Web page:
If we philosophise, we would run into the difficult situation in which we may obtain a generalised view (e.g. Aristotle’s), but this I suggest may conflict with our common sense – or say instead, the wisdom that life and experience could bring to us.

          Thus I come back to intent and comprehension as a human being in this world, but not derived from the world as other molecules and species are – I mean I do not expect science or philosophy to bring me self-assurance, nor do I abandon my confidence, and turn to chance and some odd ‘fate’ the Greeks would consider.

          Now for the Christian and the hungry lion – both may wish it were otherwise – but a degenerate Roman wanted it like that. I think the Roman exercised his intent, and the Christian wished God would have changed the Roman and the lion so they would not see him eaten, but then, if it was to be, he would have asked God to accept his soul. We can see various intentions from humans, the lion simply says he is hungry, and the Roman enjoys himself. Should God join this group? I cannot say. Perhaps God’s ways are mysterious to us in the context of this discussion. I prefer to discuss human intention, before I think if it were wise to venture into what God should and should not do.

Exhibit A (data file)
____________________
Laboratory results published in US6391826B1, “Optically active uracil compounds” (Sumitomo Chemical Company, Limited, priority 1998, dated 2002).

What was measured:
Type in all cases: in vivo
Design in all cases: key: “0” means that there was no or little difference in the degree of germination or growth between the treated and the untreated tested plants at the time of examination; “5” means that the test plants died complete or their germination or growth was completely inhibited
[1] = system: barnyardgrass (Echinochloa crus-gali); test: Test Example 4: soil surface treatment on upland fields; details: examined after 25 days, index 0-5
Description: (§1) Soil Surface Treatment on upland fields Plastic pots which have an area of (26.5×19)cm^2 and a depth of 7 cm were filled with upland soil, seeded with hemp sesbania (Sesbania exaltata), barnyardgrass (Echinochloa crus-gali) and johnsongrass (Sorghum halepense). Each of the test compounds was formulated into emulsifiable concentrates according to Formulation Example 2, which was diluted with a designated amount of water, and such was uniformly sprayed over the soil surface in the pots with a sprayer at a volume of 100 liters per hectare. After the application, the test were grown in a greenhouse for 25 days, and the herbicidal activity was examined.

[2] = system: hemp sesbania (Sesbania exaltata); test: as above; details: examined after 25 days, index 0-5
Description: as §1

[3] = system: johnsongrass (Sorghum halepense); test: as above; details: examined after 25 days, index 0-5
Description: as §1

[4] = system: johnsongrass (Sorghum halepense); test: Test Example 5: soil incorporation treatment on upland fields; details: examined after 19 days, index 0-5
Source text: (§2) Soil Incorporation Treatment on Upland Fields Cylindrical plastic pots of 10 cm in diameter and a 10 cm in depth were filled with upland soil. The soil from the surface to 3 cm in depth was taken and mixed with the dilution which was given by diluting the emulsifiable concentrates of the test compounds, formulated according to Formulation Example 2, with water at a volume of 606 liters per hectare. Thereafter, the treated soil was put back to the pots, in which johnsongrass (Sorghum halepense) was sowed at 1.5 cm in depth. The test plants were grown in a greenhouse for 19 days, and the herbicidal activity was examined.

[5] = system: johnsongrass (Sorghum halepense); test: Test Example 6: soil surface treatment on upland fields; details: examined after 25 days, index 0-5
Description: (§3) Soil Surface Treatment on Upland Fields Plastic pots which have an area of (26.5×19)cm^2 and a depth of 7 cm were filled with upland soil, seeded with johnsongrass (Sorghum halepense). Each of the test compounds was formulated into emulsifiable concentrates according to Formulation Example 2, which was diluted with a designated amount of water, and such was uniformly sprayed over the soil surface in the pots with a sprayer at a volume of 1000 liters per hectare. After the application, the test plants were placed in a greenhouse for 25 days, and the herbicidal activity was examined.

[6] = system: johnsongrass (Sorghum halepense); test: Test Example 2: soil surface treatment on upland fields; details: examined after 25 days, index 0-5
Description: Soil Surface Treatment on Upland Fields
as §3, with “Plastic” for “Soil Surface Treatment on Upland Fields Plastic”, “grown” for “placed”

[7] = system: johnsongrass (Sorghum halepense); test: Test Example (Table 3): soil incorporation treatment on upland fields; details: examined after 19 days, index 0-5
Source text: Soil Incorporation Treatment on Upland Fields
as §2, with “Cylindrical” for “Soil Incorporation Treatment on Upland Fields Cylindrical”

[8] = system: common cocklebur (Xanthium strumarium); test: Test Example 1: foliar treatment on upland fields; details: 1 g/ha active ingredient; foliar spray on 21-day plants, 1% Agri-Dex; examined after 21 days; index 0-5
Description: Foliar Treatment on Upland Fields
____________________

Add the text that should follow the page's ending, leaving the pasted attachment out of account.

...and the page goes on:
• Jon Garvey Jon Garvey says:

            This difference may be viewed as epistemological, but this leaves open a theoretical possibility that we may eventually know it all, and this should remove chance. I am suggesting that the creation is such that we may never, in our present condition, reach that state of knowledge.

            Such a theoretical possibility I would regard as a theoretical impossibility, because to know it all is to be omniscient, and to be omniscient you need be infinite, so you’d be also need to be God. All of which there are very good grounds for believing absolutely impossible.